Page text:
How to Address a Dentist

How to Address a Dentist: Doctor of Dentistry

The rule is either ‘Dr.‘ before, or the post-nominal abbreviation for their degree after. Never both at the same time.
NOTE: There are two degrees granted to dentists: DDS (Doctor of Dental Surgery) and DMD (Doctor of Medicine in Dentistry or Doctor of Dental Medicine). Some universities award DDS, others DMD – they basically the same degree. Be sure you use the right one for your dentist.

—-Envelope, official:
——–(Full Name), DDS/DMD—— See NOTE above
——–(Name of practice)
——–(Address)

—-Envelope, social:
——–Dr. (Full Name)
——–(Address)

—-Letter salutation:
—-—-Dear Dr. (Surname):

—-Note: it is never Dr. (Full Name), DDS/DMD

—-

How to Address a Retired Dentist?

I would like to know how to address a card to a retired dentist?
—-Dr. John Smith
—-—-or
—-Mr. John Smith.
—-—-—-—-– Cari Winters

Dear Ms. Winters:

As a general rule, dentist continue to be addressed as ‘Dr. (Name)’  when retired.

Here’s the formal form:
—-—-Dr. John Smith
—-—-(Address)

—-In a salutation use:
—-—-Dr. Smith

– Robert Hickey

Forms of Address: How a conversation begins can have a huge impact on how the conversation - even the entire relationship - develops.

How to Address a Dentist & His Wife?

When addressing a letter to a dentist and his wife, do you use ‘Dr. and Mrs. John H. Smith, DDS’.  Or is it either ‘Dr.’ or ‘DDS’?  I appreciate your help.
—-—-—-– Debra K

Dear Debra K:

A letter to a dentist and his wife is probably social.  Post-nominals abbreviations are not used on social correspondence.

An official/professional letter to his office would be:
—-(Full Name), (Post nominal for degree)
—-(Address)
——– Which looks like:
—-——–John H. Smith, DDS
—-——–(Address)

A social letter to his home would be:
—-Dr. (Full Name)
—-(Address)
—-—- Which looks like:
—-——–Dr. John H. Smith
—-——–(Address)

—-On a joint social letter –the names would be:
—-—-Dr. John H. Smith and Mrs. Smith
—-—-Dr. John H. Smith and Ms. Amy Stevens
—-—-Dr. John H. Smith and Dr. Susan K. Smith
—-—-—-or
—-—-Dr. and Mrs. John H. Smith

– Robert Hickey

—-See These Related Posts:
—-—-Couples: Private Citizens
—-—-Couples: Military
—-—-Couples: U.S. Officials
—-—-Couples: Same Sex

How to Address a Physician Who Lost His License?

I am involved in a case where the person on the other side is a physician who lost his license, with good reason, in every state in the US where he ever held one. Should this person still be addressed and referred to as Dr. Last Name? (i.e. Dr. Smith)

Various judges and attorneys have weighed in on this subject. A definitive answer from you would be much appreciated.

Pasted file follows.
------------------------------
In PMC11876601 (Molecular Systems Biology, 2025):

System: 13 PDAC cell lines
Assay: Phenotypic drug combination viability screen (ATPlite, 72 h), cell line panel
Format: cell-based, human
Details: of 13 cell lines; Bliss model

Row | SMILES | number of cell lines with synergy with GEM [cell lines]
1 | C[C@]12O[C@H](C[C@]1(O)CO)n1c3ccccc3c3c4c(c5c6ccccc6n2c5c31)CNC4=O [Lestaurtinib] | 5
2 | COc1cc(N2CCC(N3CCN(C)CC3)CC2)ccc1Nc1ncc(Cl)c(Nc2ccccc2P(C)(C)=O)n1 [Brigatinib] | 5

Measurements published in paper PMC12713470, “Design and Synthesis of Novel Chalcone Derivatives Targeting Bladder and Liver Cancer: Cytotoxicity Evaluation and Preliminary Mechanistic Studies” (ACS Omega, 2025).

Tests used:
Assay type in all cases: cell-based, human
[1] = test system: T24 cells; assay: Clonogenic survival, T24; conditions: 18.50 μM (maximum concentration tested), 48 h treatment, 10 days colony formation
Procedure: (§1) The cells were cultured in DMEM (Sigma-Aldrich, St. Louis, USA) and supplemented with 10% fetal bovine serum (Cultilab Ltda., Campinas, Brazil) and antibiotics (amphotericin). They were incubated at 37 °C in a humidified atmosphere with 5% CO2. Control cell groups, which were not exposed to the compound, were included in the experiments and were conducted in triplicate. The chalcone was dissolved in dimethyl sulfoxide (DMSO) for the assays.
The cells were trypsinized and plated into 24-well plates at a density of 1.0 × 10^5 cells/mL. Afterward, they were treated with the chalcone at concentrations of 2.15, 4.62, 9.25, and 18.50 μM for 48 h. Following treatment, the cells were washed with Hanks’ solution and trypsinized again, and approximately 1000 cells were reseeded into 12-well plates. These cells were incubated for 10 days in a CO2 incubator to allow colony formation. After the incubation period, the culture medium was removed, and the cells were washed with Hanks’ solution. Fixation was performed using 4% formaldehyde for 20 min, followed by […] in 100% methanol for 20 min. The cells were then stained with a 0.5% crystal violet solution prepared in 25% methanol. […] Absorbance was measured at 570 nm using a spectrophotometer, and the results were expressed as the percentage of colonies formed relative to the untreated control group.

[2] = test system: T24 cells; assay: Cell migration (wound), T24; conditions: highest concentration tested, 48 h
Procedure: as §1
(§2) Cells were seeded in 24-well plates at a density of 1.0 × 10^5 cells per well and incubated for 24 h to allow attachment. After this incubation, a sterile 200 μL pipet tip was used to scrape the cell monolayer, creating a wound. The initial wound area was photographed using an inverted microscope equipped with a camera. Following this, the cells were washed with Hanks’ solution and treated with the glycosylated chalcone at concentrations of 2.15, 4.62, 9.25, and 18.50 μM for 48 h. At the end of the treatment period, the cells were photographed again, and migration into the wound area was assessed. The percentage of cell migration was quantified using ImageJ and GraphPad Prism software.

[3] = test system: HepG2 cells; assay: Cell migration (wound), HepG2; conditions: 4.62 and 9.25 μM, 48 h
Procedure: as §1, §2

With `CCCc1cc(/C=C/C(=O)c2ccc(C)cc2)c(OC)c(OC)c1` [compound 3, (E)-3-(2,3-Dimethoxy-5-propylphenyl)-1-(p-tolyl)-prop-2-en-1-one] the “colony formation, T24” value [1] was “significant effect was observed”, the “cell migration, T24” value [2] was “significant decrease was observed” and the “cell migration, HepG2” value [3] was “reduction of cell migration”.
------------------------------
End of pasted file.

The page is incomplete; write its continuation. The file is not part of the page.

—-—-—-– S.B. in Chico

Dear S.B., How to Address an Osteopath

I say he continues to be addressed as Dr. (Name).  But it is not an only-one-answer situation.

—-#1) He becomes Mr.: By custom, U.S. elected officials are addressed as the Honorable (Full Name), unless they are removed from office or leave in disgrace. There is no protocol police force out there to enforce it, but that’s the custom. So, if you think of it that way address as ‘Dr.’ would have to go away.

—-#2) He stays Dr.: The honorific ‘Dr.’ is not issued by the local medical society. The locality issues licenses to practice in their jurisdiction. Retired physicians who no longer maintain their license are still addressed as ‘Dr. (name)’. So, addressing as ‘Dr.’ is not limited to having a current license.

—-#3) He stays Dr.: One is a Doctor, 24 hours a day, 7 days a week. It is separate from having a particular job, like chief of staff at a hospital or chairman of the department of surgery. Those are offices one might be forced out of, but one remains a Dr.

—-#4) He stays Dr.: Doctors, ambassadors an military personnel all have been granted a rank. When one has a rank one is addressed by rank in both professional and social situations. E.g., a physician is addressed Dr. (name) while seeing patients (present as a licensed medical professional) at the hospital. On weekends, when he is washing his car in his driveway (not present as a doctor) he’s ALSO addressed as ‘Dr. (name)’.

– Robert Hickey  How to Address a Chiropractor   How to Address an Optometrist How to Address an Osteopath

Not Finding Your Question Answered?

—-#1)  At right on desktops, at the bottom of every page on tablets and phones, is a list of all the offices, officials & topics covered on the site.

—-#2)  After checking the list and reading the posts, if you don’t see your question answered send me an e-mail. I am pretty fast at sending a reply: usually the next day or so (unless I am traveling.)  Note: I don’t have mailing or Email addresses for any of the officials and I don’t keep track of offices that exist only in history books.

—-#3)  If I think your question is of interest to others, I will post the question & answer – always changing the names and specifics.

— Robert Hickey

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